Seeing more bicyclists on your daily commute to work? You’re not alone. According to a report conducted by the U.S. Census Bureau, the practice of biking to work is up 60% across the country.
The report, released on Friday, shows that while bikers still amount for fewer than 1 percent of commuters, two-wheelers in many big cities have nearly doubled or even tripled since 2000.
In particular, noted active cities have seen the biggest increase. Portland has the highest rate with 6.1 percent biking while Minneapolis isn’t far behind with 4.1 percent on the pedals. Both cities jumped from a 2 percent rate 14 years ago.
So why the increase? Some think a grassroots movement to install more bike lanes is behind the boost, with easier, gas-free rides attracting commuters.
Rebecca Serna, of the Atlanta Bicycle Coalition, says that popular support is “especially significant. People start riding a little bit, then a lot and they become natural proselytizers" — or converts influencing others to make the shift.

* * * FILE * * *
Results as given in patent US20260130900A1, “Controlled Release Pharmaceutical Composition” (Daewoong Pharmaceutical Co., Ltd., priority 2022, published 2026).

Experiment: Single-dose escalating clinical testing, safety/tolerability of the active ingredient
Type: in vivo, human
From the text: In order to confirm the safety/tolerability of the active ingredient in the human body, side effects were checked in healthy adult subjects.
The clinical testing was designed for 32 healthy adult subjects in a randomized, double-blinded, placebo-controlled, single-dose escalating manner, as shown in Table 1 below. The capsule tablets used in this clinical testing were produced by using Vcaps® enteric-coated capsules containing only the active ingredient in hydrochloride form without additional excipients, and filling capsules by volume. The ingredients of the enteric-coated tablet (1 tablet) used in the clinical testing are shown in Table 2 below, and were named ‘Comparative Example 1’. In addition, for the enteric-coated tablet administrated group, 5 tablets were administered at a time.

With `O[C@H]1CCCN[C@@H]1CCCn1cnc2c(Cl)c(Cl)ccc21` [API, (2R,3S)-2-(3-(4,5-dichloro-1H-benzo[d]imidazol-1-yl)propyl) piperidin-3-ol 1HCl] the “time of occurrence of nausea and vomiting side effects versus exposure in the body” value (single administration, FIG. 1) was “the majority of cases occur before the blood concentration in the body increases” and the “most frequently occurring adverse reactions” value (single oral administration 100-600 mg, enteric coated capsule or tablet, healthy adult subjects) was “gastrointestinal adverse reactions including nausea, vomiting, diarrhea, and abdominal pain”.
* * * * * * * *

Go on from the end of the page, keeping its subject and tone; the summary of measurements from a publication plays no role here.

Others emphasize the rise of bike trains — a sort of car-pooling for bike riders that some see as a social activity and safer than riding alone.
“You’re a big enough group that you know, cars don’t have the same behaviors if you were just one person. And you’re also with an experienced cyclist.” (Via Voice of America)
With walking also remaining popular, the alternative transportation trend has even impacted the real estate business. According to the report, so-called “walkability” has become “a selling point in real estate advertising, and several communities have invested in pedestrian-oriented commercial spaces.”
Looking at the data, it seems the people least likely to drive to work are the community’s poorest — and the wealthiest. The Washington Post calls it “a transportation paradox: Alternatives to driving in the United States are both a luxury for the well-off and a last resort for the poor.”
The report’s timing couldn’t be better as next week is National Bike to Work Week. Better find my helmet!